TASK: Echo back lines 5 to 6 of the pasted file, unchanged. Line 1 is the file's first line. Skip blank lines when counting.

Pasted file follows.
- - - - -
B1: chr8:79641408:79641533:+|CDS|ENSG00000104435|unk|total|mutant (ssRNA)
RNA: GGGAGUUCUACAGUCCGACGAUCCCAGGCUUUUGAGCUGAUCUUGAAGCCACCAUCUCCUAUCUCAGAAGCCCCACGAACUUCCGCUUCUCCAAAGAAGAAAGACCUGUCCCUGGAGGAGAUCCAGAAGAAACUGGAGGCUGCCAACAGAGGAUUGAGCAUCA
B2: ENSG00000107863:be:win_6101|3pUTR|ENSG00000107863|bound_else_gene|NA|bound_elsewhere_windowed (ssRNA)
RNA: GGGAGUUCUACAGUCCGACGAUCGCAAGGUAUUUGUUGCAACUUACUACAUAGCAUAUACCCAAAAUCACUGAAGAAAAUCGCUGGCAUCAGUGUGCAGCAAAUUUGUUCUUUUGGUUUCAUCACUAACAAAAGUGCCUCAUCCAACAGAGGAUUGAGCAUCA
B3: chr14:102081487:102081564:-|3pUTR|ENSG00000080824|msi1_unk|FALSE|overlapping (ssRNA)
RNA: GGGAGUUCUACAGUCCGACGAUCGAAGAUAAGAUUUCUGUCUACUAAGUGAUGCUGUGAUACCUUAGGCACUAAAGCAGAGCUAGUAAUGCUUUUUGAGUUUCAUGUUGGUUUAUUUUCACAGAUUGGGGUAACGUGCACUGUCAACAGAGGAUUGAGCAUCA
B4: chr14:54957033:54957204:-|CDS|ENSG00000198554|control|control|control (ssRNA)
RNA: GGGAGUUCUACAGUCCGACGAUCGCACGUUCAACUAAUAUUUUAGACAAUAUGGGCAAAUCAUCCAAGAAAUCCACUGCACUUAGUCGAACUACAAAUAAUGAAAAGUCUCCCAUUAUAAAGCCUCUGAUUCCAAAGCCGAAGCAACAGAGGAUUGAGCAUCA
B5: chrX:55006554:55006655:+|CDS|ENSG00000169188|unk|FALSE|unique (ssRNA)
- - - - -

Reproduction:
B3: chr14:102081487:102081564:-|3pUTR|ENSG00000080824|msi1_unk|FALSE|overlapping (ssRNA)
RNA: GGGAGUUCUACAGUCCGACGAUCGAAGAUAAGAUUUCUGUCUACUAAGUGAUGCUGUGAUACCUUAGGCACUAAAGCAGAGCUAGUAAUGCUUUUUGAGUUUCAUGUUGGUUUAUUUUCACAGAUUGGGGUAACGUGCACUGUCAACAGAGGAUUGAGCAUCA